Several sources I read described black squirrels as a “melanistic phase” of the Eastern gray squirrel. “Phase,” in this instance, confuses me. Common usage of “phase” is something that one passes through. (“He’s just going through a phase.”) The black squirrel doesn’t change into a gray squirrel (like a stoat changes into an ermine in the winter). What, in this context, does “phase” mean?
Biologists sometimes use the term simply to refer to a characteristic that distinguishes some individuals of a group. It doesn’t have to be a stage the organism passes through, although the word is used in this sense as well.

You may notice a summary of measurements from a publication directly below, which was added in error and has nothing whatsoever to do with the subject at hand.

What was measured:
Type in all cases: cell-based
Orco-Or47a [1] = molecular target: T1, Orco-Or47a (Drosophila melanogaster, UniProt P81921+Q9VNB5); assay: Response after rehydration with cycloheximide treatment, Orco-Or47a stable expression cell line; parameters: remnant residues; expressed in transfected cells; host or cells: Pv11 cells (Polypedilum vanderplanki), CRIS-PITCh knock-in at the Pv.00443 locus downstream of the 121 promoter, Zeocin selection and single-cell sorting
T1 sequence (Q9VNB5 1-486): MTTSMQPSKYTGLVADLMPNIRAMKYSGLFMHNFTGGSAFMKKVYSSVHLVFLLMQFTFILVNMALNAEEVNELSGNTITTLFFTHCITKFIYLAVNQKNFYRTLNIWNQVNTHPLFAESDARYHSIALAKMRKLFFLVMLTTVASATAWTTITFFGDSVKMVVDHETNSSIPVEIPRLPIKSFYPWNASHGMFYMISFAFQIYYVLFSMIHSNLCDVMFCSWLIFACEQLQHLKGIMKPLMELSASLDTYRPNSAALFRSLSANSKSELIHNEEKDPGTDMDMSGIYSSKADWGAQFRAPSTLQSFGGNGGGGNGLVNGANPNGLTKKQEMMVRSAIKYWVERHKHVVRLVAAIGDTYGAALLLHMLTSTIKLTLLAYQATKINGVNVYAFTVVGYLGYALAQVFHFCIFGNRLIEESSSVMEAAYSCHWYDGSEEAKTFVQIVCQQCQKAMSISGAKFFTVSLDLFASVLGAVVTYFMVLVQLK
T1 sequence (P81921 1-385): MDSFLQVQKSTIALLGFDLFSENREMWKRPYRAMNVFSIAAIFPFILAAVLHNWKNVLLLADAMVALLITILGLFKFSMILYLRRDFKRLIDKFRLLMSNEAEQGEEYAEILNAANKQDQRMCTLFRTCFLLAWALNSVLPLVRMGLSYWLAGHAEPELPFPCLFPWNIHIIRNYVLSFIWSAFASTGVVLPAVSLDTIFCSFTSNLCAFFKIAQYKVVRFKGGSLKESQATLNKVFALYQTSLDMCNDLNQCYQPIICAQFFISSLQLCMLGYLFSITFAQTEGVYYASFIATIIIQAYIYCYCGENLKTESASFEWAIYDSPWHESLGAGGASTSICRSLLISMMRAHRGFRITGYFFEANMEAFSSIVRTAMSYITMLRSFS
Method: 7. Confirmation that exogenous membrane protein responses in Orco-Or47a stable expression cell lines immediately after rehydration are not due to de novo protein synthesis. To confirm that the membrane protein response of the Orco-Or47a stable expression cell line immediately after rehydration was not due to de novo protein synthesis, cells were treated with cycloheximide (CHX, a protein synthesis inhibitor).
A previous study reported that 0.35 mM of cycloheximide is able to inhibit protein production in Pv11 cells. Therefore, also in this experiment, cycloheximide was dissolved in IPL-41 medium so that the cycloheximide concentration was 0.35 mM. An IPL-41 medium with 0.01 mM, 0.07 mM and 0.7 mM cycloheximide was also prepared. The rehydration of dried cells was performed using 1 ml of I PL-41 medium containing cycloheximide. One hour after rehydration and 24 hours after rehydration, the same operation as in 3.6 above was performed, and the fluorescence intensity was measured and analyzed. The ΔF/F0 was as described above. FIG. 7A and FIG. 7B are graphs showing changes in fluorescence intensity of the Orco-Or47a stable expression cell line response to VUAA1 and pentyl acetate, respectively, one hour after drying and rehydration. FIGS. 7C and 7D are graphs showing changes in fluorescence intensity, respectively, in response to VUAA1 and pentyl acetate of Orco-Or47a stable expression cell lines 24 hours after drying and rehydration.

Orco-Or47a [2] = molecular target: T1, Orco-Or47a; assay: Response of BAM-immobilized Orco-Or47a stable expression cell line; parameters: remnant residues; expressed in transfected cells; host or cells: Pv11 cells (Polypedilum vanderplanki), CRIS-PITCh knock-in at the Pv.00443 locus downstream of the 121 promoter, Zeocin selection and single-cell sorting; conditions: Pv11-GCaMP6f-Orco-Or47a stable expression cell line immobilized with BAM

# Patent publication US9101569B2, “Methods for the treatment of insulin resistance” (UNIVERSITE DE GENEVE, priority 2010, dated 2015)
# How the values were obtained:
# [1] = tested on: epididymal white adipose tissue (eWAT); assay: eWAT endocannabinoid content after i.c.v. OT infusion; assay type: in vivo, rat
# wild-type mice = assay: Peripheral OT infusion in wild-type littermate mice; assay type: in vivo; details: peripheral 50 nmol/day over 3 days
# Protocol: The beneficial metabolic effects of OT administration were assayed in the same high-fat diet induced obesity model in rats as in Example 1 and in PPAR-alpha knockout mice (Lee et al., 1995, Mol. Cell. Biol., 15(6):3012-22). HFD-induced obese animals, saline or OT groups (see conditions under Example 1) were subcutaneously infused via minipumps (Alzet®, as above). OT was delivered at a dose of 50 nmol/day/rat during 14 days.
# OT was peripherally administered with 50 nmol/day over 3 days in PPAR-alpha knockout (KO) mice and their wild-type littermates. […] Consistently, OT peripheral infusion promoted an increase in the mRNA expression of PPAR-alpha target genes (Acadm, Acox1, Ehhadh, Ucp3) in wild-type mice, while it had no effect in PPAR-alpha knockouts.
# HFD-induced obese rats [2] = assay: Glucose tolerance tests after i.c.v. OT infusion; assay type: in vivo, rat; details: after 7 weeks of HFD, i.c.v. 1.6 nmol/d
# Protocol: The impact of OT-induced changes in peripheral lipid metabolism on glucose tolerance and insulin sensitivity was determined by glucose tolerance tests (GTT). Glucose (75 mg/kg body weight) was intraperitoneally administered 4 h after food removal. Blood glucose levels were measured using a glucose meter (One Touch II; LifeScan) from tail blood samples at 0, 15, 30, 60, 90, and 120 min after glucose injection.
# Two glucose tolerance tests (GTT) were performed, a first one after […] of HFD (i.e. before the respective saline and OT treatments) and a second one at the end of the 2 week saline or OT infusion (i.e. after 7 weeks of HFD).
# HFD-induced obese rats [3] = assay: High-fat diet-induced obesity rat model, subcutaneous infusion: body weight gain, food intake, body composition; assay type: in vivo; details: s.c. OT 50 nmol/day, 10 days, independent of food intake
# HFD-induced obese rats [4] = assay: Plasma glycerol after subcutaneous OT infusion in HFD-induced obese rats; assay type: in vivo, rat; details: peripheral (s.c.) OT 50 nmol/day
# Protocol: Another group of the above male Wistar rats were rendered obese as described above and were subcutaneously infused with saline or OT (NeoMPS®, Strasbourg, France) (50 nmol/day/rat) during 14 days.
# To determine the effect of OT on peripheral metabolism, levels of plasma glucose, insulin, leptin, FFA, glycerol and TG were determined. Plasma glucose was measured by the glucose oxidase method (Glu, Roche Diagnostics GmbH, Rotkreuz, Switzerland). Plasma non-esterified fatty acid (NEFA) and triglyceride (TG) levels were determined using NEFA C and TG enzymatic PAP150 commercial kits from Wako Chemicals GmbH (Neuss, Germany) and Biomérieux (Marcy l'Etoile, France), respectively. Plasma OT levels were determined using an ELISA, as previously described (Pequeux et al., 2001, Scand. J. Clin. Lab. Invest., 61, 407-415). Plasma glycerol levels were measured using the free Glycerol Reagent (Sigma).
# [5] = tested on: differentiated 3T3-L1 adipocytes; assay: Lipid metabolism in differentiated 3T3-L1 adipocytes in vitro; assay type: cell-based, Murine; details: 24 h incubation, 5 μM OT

The dictionary is, as always, your friend.
This bit of jargon is admittedly confusing.
“Phase” can apply to the different permanent color varieties found in a species, such as gray and rufous phases in screech-owls or melanistic phases in hawks. These are also known as “morphs.”
It also is applied to seasonal color variations found in some species, such as the white (or winter) phase of snowshoe hares or stoat/ermine.